GREENSBORO, N.C. — With six months to go before the new EPA 2010 emissions standards for heavy duty diesel engines go into effect, a survey commissioned by the coalition developing SCR (selective catalytic reduction) engines, concludes that, naturally, interest among carriers for their technology remains higher than increased EGR.
Slightly more than half (51.2%) of respondents said they are "likely or very likely" to consider SCR for their EPA 2010 engine purchase compared to 31.2 percent that are likely or very likely to consider increased EGR — the technology being employed only by Navistar International to meet 2010 rules.
Overall purchase consideration for the two emissions choices have remained statistically unchanged since the last survey was conducted in November 2008.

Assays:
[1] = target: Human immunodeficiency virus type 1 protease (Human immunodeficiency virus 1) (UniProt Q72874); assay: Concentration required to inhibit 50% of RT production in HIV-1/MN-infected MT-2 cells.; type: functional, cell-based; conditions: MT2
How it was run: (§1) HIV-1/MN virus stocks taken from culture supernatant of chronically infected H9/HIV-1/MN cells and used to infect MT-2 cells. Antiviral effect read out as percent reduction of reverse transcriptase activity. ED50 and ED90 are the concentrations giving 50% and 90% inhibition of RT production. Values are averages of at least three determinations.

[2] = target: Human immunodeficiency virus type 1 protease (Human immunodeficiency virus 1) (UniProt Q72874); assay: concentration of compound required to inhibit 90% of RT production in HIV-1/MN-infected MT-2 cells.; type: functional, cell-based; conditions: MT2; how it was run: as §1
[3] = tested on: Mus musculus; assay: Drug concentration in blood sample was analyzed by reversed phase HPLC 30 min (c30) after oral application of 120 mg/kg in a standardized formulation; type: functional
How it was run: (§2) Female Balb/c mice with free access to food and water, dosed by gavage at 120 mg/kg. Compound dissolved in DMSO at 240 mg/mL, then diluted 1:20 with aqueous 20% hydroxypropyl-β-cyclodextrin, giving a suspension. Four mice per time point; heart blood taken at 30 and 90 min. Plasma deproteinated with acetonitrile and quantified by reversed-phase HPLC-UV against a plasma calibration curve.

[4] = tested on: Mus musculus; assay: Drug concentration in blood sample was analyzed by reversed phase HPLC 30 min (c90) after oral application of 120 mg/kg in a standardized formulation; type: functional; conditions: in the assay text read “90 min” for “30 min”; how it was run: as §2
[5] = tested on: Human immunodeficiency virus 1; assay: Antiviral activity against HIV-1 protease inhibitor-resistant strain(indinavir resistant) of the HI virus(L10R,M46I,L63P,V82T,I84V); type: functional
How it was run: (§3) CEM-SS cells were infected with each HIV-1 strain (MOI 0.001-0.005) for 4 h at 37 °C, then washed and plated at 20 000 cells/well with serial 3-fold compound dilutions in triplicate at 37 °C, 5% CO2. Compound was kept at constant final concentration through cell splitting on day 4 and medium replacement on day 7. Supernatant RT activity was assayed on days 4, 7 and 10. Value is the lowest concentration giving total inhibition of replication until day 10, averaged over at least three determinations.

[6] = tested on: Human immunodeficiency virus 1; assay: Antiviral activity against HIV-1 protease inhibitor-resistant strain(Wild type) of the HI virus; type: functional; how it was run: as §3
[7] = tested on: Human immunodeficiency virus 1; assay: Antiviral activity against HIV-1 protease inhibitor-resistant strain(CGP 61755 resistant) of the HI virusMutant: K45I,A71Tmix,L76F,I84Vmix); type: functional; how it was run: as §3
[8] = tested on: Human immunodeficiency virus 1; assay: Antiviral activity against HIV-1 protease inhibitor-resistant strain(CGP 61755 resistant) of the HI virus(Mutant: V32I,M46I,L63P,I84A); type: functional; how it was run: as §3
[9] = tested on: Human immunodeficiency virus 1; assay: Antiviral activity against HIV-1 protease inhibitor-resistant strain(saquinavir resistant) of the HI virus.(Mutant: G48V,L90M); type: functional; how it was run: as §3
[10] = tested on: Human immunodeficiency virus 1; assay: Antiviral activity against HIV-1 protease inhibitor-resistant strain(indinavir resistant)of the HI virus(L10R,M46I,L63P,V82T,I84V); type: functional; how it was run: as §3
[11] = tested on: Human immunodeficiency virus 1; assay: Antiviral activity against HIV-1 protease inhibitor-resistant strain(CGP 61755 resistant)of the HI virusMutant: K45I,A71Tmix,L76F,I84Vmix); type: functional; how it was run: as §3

Three-quarters (75.4%) of all respondents rated fuel efficiency as very important to the decision to purchase an EPA 2010 compliant engine, and nearly half (48.8%) of all respondents now correctly relate fuel savings of approximately 3 to 5 percent with SCR, which is up from 38.7 percent in November 2008.
Proven technology was rated as very important to the purchase decision by 70 percent of all respondents. Engine optimization and scheduled maintenance required by the 2010 technology were rated very important by 59.6 percent and 59 percent of all respondents, respectively. The weight added by the 2010 SCR emissions technology had a significantly lower level of importance (44.2%) to the decision making process.
Sample for the study, which was fielded in May 2009, was provided by Heavy Duty Trucking magazine. A total of 1,603 responses were collected.
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